Opus Dei has informed Sony that it considers that the inclusion at the start of the film of a disclaimer making it clear that it is a work of fiction “would be a sign of respect towards the figure of Jesus Christ, the history of the Church and the religious beliefs of viewers.”

How does BBC News title the story? Group demands Da Vinci disclaimer — yes, “demands”; the BBC states that, by informing Sony that it would appreciate a disclaimer at the start of the film, Opus Dei “demands” one. In the article, one can read:
Catholic group Opus Dei has asked for a disclaimer to be placed on the film of The Da Vinci Code, released next month.

The organisation said it had written to Sony Pictures executives in Japan to ask the studio to emphasise that the film was a work of fantasy.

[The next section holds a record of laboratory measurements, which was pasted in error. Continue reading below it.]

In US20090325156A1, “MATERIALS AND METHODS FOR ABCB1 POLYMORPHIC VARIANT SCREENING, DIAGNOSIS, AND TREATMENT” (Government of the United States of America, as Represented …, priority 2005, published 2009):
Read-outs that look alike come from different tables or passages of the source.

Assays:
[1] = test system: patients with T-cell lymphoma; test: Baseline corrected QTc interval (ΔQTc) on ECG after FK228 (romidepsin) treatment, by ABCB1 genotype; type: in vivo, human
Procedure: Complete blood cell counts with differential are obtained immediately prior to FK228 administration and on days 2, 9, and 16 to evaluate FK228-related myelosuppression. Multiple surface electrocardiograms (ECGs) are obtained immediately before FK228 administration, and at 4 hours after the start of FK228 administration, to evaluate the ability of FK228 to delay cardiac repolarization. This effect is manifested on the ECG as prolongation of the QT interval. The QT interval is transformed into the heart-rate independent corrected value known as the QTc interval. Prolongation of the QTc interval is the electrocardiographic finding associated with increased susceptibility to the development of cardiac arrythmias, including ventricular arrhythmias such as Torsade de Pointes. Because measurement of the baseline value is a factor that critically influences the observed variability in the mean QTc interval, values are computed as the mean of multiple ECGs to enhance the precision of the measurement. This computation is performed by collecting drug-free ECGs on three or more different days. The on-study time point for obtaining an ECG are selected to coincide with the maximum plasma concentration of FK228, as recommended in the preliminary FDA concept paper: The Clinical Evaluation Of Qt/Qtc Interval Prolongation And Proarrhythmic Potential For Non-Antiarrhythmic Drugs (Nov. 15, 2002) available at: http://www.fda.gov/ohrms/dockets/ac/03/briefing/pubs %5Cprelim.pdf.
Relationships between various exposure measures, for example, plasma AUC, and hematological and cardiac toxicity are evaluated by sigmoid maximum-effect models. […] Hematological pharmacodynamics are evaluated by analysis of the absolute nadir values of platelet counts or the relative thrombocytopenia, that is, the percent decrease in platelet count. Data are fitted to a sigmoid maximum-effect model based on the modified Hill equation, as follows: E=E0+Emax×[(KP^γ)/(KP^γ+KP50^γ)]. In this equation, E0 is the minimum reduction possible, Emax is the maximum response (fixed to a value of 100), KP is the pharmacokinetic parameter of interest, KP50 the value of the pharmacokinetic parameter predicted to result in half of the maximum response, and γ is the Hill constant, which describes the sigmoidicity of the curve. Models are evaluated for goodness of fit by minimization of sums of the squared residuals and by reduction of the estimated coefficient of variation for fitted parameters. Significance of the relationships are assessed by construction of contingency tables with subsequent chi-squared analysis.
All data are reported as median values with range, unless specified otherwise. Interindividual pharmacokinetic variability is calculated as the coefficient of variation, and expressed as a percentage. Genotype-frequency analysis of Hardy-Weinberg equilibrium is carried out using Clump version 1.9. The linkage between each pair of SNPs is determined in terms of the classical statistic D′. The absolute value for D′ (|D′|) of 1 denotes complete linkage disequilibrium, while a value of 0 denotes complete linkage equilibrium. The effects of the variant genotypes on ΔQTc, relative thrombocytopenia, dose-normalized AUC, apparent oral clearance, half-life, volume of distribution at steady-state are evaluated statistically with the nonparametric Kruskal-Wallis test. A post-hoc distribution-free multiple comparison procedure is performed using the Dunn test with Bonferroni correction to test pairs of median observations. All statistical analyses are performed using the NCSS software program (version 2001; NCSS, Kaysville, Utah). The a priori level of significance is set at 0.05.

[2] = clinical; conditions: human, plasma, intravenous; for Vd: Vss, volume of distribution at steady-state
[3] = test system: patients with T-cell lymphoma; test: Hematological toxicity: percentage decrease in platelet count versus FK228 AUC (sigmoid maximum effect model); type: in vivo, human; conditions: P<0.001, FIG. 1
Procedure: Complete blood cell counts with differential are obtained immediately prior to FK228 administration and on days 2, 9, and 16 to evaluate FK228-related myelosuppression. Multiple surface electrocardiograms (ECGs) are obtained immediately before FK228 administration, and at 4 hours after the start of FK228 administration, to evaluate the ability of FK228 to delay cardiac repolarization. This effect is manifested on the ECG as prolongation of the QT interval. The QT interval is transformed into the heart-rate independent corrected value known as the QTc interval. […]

As can be read in Opus Dei’s open letter, it is not asking for anything, merely telling Sony that it considers that a disclaimer at the start of the film emphasising that it is a work of fantasy would be a sign of respect to the Catholic faith. Quite conveniently, BBC News doesn’t link to the letter in question, so that it can freely spin the story as it wishes, most probably to create a parallel between the reaction of Catholics to The Da Vinci Code film and that of Muslims to the Muhammad cartoons.

Thursday, April 13, 2006

BBC News attempts to pass Palestinian militant deaths off as civilian deaths

In 'Israel to step up Gaza shelling', one can read the following:
She was the 16th Palestinian to die in Israeli air and artillery attacks on Gaza in the past four days.
A sentence much like the following (from memory) was removed from the article: